I got over 750 visitors today, most of them from Reddit. An astonishing number, even though the topic had less than 10 upvotes all throughout the day.

I’m going to change the Asset system. Right now you can make whatever Sprite you want and add it in, but that’s not how it should be. Assets should be a memory manager, that allocates a chunk of memory at the start of the game and distributes it between the resources. That way you can set a memory constraint and always stay within it.

Assets will return a SpriteID or something similar, and you can then say Assets::GetSpriteByID(m_ID)->Render(); Bam. Instancing.

However, that does mean a lot of coding… Memory managers are pretty hard to get right.

In any case I’ve put up a nightly build of my changes:

See you tomorrow.

YoghurtGum 1.0 beta

YoghurtGum aims to be a cross-platform C++ 2D game engine for mobile devices. Currently it has builds for Windows Mobile 6 and Android. It has been sitting on my harddrive for far too long, so I’m releasing it to the world. If you want to try new games, click to learn more.

It’s released under the Apache 2.0 license, which means in practical terms that you can take the engine, build a game on it and sell it, but you can’t take the engine itself and sell it.

YoghurtGum was named after my favorite candy, and for us game lovers we can find great feedback at the Casino Reviewer Online for games to win money :)

These are its goals:

  • Versatility. Developers can opt to use the full engine, or just use the cross-platform Surface class to plot pixels on devices.
  • Easy to use. It will have many functions to make game making easier.
  • Fun. Like the candy is to sugar addicts, prototyping ideas should be fast and simple.

Right now it provides the most basic functionality. However the Android build doesn’t compile. I started out with the Android build and only later added Windows Mobile functionality, but eventually the WM build took over. Mostly because you have to build for Android in Linux and in Windows for Windows Mobile (duh). I like working in Visual Studio, Vim or Emacs not so much.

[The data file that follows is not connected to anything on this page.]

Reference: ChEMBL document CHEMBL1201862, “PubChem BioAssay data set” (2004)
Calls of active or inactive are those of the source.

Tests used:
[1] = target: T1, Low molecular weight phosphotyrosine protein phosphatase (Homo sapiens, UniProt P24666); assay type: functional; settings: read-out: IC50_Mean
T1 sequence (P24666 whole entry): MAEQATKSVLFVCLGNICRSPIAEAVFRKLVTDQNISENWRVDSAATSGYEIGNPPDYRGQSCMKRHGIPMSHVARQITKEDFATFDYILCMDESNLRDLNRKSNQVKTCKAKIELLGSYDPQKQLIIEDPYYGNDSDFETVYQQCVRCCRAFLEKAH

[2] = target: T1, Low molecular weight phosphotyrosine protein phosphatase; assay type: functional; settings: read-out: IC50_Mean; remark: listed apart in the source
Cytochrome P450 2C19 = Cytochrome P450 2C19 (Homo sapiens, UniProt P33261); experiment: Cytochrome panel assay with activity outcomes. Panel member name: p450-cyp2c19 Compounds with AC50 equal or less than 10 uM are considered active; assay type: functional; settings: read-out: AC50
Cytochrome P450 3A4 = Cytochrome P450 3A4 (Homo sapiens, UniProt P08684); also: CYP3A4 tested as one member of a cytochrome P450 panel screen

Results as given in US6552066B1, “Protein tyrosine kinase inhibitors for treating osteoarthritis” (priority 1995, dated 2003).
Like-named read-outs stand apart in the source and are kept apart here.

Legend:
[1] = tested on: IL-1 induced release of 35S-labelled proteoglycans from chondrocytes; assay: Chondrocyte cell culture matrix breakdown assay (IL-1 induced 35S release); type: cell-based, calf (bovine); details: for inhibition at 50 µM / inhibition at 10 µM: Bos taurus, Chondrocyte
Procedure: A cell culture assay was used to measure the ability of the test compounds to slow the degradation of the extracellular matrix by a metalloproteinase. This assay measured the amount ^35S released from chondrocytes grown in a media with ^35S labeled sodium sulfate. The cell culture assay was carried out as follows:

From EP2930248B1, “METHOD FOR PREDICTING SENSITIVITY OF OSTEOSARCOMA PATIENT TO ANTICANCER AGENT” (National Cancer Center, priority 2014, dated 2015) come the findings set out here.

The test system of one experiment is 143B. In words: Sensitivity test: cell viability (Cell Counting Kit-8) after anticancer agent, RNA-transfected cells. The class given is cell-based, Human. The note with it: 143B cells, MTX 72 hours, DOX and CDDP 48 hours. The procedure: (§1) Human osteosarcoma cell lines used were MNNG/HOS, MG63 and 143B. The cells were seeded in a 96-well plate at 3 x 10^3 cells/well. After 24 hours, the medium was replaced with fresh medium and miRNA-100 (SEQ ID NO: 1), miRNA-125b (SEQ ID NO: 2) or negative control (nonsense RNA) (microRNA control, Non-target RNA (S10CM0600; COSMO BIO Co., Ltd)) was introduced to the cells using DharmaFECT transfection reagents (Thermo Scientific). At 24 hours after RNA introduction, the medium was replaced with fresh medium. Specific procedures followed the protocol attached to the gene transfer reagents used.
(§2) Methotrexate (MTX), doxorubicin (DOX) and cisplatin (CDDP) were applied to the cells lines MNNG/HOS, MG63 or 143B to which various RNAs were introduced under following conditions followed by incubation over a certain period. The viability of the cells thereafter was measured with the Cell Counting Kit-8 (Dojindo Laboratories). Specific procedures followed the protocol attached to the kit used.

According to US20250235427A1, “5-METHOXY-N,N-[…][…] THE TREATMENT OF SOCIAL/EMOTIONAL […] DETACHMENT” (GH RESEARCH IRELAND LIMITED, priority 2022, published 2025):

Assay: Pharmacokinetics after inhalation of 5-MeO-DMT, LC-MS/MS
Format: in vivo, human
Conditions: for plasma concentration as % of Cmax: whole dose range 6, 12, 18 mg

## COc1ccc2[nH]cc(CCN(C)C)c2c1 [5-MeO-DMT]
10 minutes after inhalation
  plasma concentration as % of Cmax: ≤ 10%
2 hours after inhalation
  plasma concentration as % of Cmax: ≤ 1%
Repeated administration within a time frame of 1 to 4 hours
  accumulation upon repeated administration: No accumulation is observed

Installation instructions for Windows Mobile:

  • Download the Windows Mobile SDK.
  • Install it.
  • Open the YoghurtGumWM6 solution file in Visual Studio.
  • Play around!

You can draw sprites on the screen, but the depth ordering doesn’t work right.

One of the sample games running in the Windows Mobile emulator:

Oh and please note: this is my first open source project, I’m bound to have made a whole list of stupid mistakes. :) Play around with it and tell me what you think!

About me


Welcome to my silly blog! I’m your host, knight666. I’m studying game programming in the Netherlands and I play games every now and then. I want to write about either of those, because there are a lot of blogs about games and a few blogs about programming, but not about game programming! I’m going to take an hour out of my day to basically do a brain dump; either what I’m playing or what I’m working on.

My other hobbies include: Reddit, my girlfriend and cooking. :)